Indiana’s state board of education voted Wednesday to alter the statewide accountability system so that schools get more points for student growth on the state’s standardized test, according to the Indianapolis Star.
Currently, schools can get a higher grade on the state’s A-F report card for having more students score proficient on the exams, but don’t get as much credit for having students making gains on the exam.
Indiana has had several issues with its ISTEP exam, and the state’s legislature voted this year to toss the decades-old test and replace it with a new one. Several districts’ scores sank during the state’s transition from paper to online tests last year, which many blamed on a series of technical errors. In one of his first moves this year, Gov. Mike Pence, a Republican, decoupled the exam’s 2015 results from teachers’ evaluations in January.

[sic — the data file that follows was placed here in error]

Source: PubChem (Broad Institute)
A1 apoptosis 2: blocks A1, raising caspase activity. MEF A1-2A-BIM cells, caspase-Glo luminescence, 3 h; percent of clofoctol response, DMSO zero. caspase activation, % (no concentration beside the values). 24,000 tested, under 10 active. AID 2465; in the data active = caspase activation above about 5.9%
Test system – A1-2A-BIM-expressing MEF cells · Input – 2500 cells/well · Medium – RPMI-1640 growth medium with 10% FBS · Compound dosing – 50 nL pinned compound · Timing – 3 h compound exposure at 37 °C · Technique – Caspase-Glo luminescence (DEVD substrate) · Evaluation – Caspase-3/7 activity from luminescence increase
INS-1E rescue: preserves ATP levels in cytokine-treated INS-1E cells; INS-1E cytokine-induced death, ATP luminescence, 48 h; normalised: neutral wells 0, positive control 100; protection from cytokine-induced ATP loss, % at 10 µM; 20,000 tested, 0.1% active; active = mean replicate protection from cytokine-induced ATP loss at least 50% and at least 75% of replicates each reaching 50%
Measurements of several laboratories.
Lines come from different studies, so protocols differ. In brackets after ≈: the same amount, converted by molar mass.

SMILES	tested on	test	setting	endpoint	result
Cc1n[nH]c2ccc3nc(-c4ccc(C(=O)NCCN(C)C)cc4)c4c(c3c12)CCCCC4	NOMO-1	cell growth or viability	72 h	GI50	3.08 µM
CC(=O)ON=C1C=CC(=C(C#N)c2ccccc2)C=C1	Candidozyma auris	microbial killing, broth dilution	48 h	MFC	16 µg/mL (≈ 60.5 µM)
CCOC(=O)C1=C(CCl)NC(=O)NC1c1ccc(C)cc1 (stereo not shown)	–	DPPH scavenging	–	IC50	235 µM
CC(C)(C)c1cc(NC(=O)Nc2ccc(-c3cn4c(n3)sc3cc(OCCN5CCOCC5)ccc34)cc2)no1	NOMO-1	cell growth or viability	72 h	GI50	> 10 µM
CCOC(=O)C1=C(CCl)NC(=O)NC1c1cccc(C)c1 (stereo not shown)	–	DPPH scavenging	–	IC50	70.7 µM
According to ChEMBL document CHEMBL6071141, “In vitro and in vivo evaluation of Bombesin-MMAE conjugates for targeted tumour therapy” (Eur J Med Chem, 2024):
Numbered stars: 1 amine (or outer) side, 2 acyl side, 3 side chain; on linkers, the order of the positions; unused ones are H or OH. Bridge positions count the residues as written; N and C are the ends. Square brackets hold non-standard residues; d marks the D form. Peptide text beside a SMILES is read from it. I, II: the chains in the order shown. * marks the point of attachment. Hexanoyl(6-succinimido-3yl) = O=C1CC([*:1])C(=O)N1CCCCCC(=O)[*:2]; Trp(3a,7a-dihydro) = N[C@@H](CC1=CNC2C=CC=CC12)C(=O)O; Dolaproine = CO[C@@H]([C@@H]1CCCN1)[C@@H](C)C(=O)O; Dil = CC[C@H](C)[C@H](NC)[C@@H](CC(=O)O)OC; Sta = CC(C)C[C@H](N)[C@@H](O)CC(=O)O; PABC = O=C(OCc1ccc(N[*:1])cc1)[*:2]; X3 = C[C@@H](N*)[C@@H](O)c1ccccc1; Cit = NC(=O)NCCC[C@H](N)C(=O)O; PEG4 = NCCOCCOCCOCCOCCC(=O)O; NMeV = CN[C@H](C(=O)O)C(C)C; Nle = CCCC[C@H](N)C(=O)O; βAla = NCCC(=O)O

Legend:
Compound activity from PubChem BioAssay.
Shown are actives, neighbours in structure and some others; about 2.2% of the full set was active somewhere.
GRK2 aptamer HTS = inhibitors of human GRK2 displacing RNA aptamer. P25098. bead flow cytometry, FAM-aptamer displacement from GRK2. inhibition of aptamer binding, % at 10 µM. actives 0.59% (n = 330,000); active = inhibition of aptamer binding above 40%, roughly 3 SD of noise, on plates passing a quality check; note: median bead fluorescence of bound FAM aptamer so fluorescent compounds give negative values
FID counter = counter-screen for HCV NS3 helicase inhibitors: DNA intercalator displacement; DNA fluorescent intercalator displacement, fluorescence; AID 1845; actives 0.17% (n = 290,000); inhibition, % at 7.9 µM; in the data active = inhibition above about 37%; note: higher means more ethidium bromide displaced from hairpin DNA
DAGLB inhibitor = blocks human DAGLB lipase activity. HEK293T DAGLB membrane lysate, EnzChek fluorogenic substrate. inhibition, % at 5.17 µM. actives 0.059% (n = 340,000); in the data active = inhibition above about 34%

As I wrote about in the March 16 issue, lawmakers in a number of states are bolting to change their accountability systems now that the Every Student Succeeds Act gives states more flexibility in how they evaluate their schools and intervene in the lowest-performing schools.
in Arizona this month passed legislation that would provide students with a “menu” of standardized tests.
A version of this news article first appeared in the State EdWatch blog.